“On your left is the Jungle Fowl,” announced Jerome shortly. “It’s the national bird of Sri Lanka.” Hardly had our eyes settled on a bird with bright plumage and resembling a rooster, when my daughter clucked excitedly, “I love Chicken Rice.”


Unfazed by this bewildering outburst of misdirected familiarity, Jerome continued to inspect the landscape with the steely gaze of an army Colonel. Soon, he was pointing out a family of Spotted Deer as they grazed nearby. We cruised on, our senses slowly tuning in to the tranquil frequency of the jungle. Suddenly, a Sloth Bear dashed across the track and sought refuge in the lush greenery on the other side. A day in the jungle can hold many such unscripted rewarding moments.

We marvelled at Wild Buffaloes gambolling in the lake; cheeky Monkeys looking to grab our lunch; Sambar Deer, with majestic antlers, ambling imperiously; Kingfishers hunting in a lake dotted with white lotuses; predatory prowls by Serpent Eagles; and the elegant cadence of the Lesser Adjutant Stork, the largest bird in the jungle.


As we drove back to the hotel, we had no inkling that our encounters with nature had not yet come to an end. About half an hour later, Jerome stopped the van by the roadside and hurried out. He quickly scooped up a tortoise plodding across the road and gently placed him on the grass verge near our van. It showed that when you keep things natural, you don’t have to seek nature. It can come to you, sometimes in the most surprising ways.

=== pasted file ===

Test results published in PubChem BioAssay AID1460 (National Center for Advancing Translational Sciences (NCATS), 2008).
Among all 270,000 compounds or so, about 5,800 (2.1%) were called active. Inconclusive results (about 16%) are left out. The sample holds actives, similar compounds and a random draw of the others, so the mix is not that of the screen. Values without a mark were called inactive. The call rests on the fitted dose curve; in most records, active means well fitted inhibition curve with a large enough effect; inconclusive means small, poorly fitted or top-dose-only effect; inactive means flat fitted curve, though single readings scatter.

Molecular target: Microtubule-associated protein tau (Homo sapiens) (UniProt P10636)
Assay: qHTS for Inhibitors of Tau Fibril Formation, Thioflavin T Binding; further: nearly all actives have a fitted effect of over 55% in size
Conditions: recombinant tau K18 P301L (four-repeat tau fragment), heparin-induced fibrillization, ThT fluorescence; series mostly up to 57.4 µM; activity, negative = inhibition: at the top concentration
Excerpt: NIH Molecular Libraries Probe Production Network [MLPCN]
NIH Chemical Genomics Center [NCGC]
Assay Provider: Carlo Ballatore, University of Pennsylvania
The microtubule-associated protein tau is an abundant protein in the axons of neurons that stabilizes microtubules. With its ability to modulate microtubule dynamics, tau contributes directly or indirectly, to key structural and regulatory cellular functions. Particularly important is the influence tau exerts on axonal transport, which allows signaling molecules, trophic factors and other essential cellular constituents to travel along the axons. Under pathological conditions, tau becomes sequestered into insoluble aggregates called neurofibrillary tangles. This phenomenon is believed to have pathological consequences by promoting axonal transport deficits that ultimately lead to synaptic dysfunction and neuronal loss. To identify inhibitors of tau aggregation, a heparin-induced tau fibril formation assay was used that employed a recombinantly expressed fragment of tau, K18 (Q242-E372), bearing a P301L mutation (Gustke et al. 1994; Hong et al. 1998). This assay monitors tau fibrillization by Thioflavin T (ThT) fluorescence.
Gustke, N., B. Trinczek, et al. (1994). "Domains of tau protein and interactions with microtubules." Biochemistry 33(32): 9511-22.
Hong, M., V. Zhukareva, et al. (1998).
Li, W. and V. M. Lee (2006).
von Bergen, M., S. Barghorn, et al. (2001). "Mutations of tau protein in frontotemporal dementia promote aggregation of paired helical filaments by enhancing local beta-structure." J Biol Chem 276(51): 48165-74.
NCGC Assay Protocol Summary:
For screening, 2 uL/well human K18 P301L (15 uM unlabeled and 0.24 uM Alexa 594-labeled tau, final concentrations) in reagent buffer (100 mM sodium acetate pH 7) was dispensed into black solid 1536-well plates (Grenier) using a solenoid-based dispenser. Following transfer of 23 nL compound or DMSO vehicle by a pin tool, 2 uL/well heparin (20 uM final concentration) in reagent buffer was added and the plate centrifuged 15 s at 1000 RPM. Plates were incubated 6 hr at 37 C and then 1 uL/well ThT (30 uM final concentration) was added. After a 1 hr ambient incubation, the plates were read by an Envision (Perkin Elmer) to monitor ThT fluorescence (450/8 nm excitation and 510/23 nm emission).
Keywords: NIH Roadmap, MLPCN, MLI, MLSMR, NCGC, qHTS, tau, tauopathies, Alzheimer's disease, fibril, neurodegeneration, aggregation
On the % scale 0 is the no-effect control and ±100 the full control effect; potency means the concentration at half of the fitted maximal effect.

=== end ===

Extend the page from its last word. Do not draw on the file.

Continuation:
Since we hadn’t seen any jumbos yet and we have 2 big elephant lovers in our family, we visited Eco Park the next day. We managed 2 brief sightings of Elephants and a momentary glimpse of a family of wild boars, before we turned back. The unpaved roads were making the ride so bumpy it was making the kids sick.

We then headed East towards Passikudah. Here, you can find the calmest waters in Sri Lanka. We enjoyed our time relaxing by the sea, building sand castles and collecting seashells. But the real highlight was a snorkelling cruise in the Indian Ocean.


We headed off for Elephant Rock in a speedboat with Captain Anura and his friendly crew. After an hour, we donned our snorkels and jumped into the azure ocean. The water was perfectly calm and ideal for snorkelling. My wife experienced a surreal moment when she was surrounded by a school of fish. While the memory etched most vividly in my mind, is of a brain-shaped coral that seemed to dance and wave to me as I swam past.

After this we were in for a long drive back to Colombo and then a short flight to Singapore. The trip had been tough but I hoped that it had made the kids realize that nature at its best is glorious and unpredictable. The most magical moments come unannounced. But that’s what makes these fleeting moments a lot more rewarding than a longer time spent gawking at an exhibit.

It has been a few months since we returned to Singapore.

My little girl hasn’t yet asked us to go to the zoo.